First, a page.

THE ESTUARINE CITY Evolving A Living Bay Community And Culture Urban development has severed, truncated or buried the web of fresh and saltwater systems that sustained life in the San Francisco Bay. Sea level rise offers a rare opportunity to correct this self-destructive pattern, while softening some of the forces unleashed by climate change.
CITY AS ESTUARY
We call for a new kind of urban system:
underlying system dynamics
storm protection sediment control habitat
place based community identity
activity energy food
LIFE CONCENTRATING ZONATION
Learn and adapt through time. Privilege self-organizing biological processes over industrial ones. Grow community intelligence, not dependence.
This is one watershed of many, one bay of many. Patterned understanding will be transferable. Techniques and structures may not be.
Encourage differentiation; local responses to local conditions. Restore local access to natural and cultural legacy, and to economic opportunity.
Orient to whole system potential, rather than dismantled parts, problems, and solutions. Find leverage points; economize through elegance.
Layer, concentrate, enrich, and densify use. Establish harmonious equilibrium among human density and a density of wildness.
IN AN ESTUARINE CITY: The function and health of freshwater systems is restored. Wetlands and soils purify storm and wastewater, returning it to the aquifer. Streams and salmon runs are daylighted to their headwaters. Redwoods and skyscrapers catch fog. Parks, backyards, streetscapes and open spaces become infiltrators. The watershed sponge is regenerated to a new urban pattern. Rail stations, located at the new edge of the advancing bay, become the core for dense village centersâ€”absorbing displaced populations while enabling pedestrian and transit oriented lives. Ferries, water taxis, and private boats take advantage of the extension of waterways into urban centers and the interface with a comprehensive rail system. Canal neighborhoods extend the urban/estuary interface. Spoil from canal cutting creates build-able platforms in otherwise inundated areas. Restored tule marshes purify water and aquaculture gardens are encouraged, integrating human and estuarine purposes. Abandoned districts become tidal ecosystems, with reconstructed oyster reefs and city parks of eelgrass and juvenile fish. These mediating places act as surge protectors, pollutant removers, critical habitat, and sources of new or renewed economic activity.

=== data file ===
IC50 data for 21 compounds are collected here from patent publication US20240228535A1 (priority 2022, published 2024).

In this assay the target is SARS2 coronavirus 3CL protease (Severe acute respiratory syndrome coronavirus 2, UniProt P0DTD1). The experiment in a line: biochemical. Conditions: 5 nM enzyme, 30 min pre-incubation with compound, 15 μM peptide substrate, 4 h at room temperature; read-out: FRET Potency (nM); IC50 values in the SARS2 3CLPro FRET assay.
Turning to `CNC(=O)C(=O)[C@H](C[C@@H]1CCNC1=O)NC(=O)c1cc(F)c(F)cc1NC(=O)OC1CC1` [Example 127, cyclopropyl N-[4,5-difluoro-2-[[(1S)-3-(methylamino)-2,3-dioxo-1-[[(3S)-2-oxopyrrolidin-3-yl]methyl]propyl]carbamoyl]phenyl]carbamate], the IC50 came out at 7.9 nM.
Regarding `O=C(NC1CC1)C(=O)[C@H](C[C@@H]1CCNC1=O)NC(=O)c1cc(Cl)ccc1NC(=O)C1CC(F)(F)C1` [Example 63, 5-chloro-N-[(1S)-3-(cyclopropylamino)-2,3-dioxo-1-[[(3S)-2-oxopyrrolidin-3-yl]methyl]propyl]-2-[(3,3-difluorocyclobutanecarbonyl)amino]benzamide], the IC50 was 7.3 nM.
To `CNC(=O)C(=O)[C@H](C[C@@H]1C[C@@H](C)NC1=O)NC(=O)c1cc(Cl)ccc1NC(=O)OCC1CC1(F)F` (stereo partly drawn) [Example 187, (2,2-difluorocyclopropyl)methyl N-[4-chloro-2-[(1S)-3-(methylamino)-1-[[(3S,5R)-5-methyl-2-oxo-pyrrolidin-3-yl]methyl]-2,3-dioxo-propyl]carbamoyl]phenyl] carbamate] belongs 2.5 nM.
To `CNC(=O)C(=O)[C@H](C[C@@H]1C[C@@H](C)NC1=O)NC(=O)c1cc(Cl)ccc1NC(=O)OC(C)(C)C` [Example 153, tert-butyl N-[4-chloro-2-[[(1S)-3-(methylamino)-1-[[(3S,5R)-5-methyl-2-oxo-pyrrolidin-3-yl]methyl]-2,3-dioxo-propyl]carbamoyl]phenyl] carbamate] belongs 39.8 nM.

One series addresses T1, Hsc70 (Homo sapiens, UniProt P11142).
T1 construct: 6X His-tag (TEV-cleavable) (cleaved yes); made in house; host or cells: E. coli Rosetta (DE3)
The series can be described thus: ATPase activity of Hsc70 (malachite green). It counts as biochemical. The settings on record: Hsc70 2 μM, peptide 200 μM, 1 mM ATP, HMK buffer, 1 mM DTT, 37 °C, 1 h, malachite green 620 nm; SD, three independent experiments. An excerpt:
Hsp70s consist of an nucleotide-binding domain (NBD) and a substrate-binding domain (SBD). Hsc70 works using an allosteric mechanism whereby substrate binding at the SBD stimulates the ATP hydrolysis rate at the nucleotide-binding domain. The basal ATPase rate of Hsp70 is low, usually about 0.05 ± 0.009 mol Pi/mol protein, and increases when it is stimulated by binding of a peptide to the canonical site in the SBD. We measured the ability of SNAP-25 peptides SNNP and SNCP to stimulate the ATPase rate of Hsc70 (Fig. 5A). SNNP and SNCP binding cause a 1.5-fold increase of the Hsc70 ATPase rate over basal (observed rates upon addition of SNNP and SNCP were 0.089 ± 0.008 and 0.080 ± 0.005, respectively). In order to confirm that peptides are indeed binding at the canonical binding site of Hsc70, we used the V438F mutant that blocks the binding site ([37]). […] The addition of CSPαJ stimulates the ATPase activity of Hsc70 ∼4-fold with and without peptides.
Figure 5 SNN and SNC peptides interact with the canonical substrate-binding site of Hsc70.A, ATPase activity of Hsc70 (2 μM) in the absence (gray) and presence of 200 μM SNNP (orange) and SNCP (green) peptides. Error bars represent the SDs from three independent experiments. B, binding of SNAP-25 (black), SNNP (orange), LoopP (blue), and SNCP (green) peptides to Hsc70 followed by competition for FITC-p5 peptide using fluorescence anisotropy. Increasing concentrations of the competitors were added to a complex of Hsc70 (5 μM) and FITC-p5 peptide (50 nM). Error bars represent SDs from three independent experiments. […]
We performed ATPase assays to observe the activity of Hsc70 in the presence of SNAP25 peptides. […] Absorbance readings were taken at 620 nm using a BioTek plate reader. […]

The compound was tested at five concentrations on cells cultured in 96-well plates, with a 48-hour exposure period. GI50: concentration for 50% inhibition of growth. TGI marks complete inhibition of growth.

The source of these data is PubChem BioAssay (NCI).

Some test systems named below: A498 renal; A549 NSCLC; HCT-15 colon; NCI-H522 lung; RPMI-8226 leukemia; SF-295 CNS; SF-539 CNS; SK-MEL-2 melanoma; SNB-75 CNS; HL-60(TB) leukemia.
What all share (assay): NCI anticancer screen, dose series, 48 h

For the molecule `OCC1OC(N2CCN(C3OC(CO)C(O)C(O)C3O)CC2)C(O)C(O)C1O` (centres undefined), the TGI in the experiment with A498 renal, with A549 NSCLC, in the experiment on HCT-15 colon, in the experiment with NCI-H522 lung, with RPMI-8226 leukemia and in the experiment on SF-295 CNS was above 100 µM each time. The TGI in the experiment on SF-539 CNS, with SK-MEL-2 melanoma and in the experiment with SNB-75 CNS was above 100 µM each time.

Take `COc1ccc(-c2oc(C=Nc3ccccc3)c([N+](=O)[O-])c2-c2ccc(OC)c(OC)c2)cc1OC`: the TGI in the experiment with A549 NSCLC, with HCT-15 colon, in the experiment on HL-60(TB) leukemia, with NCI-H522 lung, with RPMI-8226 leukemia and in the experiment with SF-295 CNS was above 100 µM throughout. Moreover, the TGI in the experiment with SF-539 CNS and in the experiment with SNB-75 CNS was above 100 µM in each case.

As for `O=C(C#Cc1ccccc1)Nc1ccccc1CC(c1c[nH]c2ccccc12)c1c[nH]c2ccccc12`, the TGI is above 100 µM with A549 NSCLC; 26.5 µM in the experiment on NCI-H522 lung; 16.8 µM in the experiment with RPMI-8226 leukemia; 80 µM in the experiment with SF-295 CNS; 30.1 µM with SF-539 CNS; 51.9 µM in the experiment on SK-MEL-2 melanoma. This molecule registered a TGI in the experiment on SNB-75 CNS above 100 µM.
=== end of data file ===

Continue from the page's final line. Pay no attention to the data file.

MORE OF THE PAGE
The freewheeling, innovative, and optimistic culture of the bay expresses itself in another iteration of lifestyle evolution. A Burning Man labor force dismantles and reassembles the built environment into increasingly well-adapted forms. The Laboratory for Estuarine Living becomes a source of local pride and a competitive advantage in a world of changing coastlines. People of the Bay translate fear of global change into embrace of the opportunity, and once again seed the conditions for a transformed world.
6 1 Oyster reefs 2 Wetlands
3 Canal neighborhoods
6 Transit neighborhoods
7 Salmon streams 8 Coastal redwoods